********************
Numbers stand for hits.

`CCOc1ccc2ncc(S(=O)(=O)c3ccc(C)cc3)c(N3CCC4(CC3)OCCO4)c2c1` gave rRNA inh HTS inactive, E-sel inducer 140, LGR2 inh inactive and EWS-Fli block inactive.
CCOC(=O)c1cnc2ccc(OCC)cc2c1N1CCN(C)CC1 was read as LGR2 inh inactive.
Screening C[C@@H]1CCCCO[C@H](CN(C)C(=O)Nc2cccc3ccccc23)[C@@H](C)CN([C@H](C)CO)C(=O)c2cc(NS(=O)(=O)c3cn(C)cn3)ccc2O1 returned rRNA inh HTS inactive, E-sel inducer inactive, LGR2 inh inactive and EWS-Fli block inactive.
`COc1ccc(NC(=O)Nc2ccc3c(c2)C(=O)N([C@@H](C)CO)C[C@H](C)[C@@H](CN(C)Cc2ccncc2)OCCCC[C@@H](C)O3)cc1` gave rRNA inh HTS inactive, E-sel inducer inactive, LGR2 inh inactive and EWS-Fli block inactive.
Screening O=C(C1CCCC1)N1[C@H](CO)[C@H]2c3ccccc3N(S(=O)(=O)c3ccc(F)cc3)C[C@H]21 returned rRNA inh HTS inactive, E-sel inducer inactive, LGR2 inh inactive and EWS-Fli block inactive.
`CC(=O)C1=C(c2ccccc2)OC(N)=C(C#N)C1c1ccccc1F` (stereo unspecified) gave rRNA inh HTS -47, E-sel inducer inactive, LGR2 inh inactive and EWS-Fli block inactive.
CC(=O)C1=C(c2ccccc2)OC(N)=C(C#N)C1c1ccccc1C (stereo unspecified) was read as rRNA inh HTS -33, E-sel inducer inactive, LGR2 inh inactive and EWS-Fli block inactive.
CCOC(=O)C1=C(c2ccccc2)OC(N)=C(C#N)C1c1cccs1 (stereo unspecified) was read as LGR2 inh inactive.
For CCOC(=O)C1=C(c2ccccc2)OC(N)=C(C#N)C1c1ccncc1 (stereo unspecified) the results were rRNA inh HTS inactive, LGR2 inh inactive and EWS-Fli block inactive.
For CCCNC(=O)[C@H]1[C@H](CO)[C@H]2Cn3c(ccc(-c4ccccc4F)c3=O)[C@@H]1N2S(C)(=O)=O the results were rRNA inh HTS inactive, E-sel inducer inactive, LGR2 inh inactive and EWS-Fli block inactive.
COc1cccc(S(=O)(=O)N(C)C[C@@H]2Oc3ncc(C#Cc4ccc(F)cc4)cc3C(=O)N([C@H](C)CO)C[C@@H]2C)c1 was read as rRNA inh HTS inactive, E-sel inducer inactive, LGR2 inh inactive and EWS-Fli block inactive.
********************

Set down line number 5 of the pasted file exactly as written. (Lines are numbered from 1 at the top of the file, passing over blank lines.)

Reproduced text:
`COc1ccc(NC(=O)Nc2ccc3c(c2)C(=O)N([C@@H](C)CO)C[C@H](C)[C@@H](CN(C)Cc2ccncc2)OCCCC[C@@H](C)O3)cc1` gave rRNA inh HTS inactive, E-sel inducer inactive, LGR2 inh inactive and EWS-Fli block inactive.